Shopping today is undergoing a revolution. More and more, retailers are integrating gaming principles with technology to maximize the shopping experience in the physical store and on online retail websites and applications. For those unfamiliar with the term gamification, it is, simply put, implementing gaming concepts such as rewards, challenges, levels and competition, within a context that does not innately have them. Gamification in retail is amplifying both the customer and employee experience for overall better business.


When e-commerce emerged, it took the physical activity of shopping in the store to shopping online and made things a whole lot more convenient for a majority of the population. Consumers moved from the tedious chore of going through an entire department store to find one thing, to simply typing in an item in the search bar and having the exact item along with related results (like curated collections) pop up ready for them to click and place in their shopping cart.


However much convenience the transition did provide, the physical act of going to a store, interacting with retail products and retail associates was a form of engagement that would be hard to match. So what online retail has done is reinstall various engagement tactics, aka gamification, into the online shopping experience.


Many online retailers have created apps or leveraged their social media as a platform for such engagement. With the best mobile processors for gaming out there in the market, retailers are getting capitalizing on the technology by making their own apps and sites game-equipped. For example, retailers will host online scavenger hunts where customers have to find a certain item of clothing, etc., within the online platform and the first ones to find the item win a prize, e.g., credit to the store. Games like these encourage a longer staying time within the online shop and also incentivize consumers to come back for more. The more they engage in the site the more chances the retailer has to put its brand in front of them and ultimately gain customer loyalty.


Of course, gamification can come in traditional, non-digital forms as well, especially at brick-and-mortar. It’s hard for a repeat customer to pass up a “punch” in the punch card if they are coming back to the store…again. It’s small incentives like these that are still proving effective because they are simple to execute and bring customers back to the store.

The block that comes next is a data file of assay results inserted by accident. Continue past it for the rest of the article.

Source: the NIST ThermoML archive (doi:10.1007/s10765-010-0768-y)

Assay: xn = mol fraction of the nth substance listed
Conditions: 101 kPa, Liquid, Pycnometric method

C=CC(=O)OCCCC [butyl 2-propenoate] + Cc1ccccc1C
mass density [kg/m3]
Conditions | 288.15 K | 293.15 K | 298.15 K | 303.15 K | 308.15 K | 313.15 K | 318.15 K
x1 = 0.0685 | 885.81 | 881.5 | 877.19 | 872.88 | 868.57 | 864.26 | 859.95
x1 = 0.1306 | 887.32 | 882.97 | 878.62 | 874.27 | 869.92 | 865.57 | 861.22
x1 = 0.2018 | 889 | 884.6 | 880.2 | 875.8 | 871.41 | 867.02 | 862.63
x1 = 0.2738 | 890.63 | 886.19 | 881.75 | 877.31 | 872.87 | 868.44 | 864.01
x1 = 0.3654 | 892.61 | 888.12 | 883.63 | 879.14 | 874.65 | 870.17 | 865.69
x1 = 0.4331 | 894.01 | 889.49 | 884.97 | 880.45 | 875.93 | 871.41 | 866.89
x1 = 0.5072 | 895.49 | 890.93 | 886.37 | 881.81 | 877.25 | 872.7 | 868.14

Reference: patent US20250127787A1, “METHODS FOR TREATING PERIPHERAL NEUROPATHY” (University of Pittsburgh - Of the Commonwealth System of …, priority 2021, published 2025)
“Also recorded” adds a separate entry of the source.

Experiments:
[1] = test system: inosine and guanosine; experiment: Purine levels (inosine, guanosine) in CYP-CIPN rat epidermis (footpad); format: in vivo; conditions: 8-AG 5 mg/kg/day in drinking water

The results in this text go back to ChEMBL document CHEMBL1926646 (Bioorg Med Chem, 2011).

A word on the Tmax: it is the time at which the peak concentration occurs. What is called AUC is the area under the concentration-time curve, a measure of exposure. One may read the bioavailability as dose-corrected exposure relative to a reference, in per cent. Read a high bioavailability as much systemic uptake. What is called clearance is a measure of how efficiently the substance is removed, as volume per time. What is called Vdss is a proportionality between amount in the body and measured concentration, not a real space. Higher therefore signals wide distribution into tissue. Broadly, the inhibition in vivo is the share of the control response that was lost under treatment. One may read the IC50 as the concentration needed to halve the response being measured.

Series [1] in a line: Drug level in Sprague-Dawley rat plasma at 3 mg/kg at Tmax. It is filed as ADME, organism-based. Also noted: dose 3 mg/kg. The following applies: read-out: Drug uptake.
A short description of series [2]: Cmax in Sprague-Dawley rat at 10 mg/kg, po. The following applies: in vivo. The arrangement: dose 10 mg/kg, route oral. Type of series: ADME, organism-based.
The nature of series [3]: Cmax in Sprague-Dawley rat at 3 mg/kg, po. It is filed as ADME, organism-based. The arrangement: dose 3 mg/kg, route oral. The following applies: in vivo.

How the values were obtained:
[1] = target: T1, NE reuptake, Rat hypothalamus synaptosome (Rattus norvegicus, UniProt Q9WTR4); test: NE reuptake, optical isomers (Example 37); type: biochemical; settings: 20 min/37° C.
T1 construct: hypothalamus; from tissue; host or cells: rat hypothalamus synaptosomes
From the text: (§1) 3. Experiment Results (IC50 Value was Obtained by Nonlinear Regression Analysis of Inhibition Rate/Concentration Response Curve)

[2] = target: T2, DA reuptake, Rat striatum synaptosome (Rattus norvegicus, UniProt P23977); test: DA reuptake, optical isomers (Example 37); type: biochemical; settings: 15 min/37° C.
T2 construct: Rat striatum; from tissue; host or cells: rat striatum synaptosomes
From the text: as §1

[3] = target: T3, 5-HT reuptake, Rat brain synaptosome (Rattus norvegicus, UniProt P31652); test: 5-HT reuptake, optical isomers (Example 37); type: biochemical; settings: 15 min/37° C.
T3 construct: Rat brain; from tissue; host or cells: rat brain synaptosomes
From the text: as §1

What we are seeing more now though is an integration of both the physical and the digital experience. Retailers are starting to truly understand that hitting customers at multiple points of engagement works wonders. The brick-and-mortar store will encourage a shopper to check-in or share a status with a hashtag on his/her social media, causing a viral effect, thus translating into not only two types of engagement, interaction at the store and then participation in the online form, but also causing a viral and direct brand promotion in the online scape. The consumer is usually rewarded with a discount on their in-store purchase for doing this and the retailer gets word-of-mouth publicity, a win-win scenario.


Customer satisfaction is additionally coming to the forefront as technology progresses and it’s starting with gamification for employees at the store. Waiting in line at the register has become optimized at retailers like Target—games where employees can see what kind of scanning techniques are the quickest right on their screen have been installed so that operations can be improved upon. Employees feel motivated to do their job better with the leadership-board type system in place and employees who give customers the most enjoyable shopping experience at the register are rewarded.
Gamification is tying together the overall shopping experience. From online games and offline games to games that incorporate the two, both consumers and employees are playing games to get them towards a desirable consumer experience. The retail industry is winning when it comes to gamification and the best is yet to come in the future where retail will continue to succeed level after level.

Jessica Oaks

Jessica Oaks is a freelance journalist who loves covering technology news and the ways that technology can make life easier. Follow her on Twitter @TechyJessy.

View all posts

Add comment

Leave a Reply!

This site uses Akismet to reduce spam. Learn how your comment data is processed.

Jessica Oaks

Jessica Oaks is a freelance journalist who loves covering technology news and the ways that technology can make life easier. Follow her on Twitter @TechyJessy.

Get The Newsletter

Enter your email address to subscribe to ITN and receive notifications of new posts by email.

  • Advertisement


Instagram has returned empty data. Please authorize your Instagram account in the plugin settings .

Book Recommendations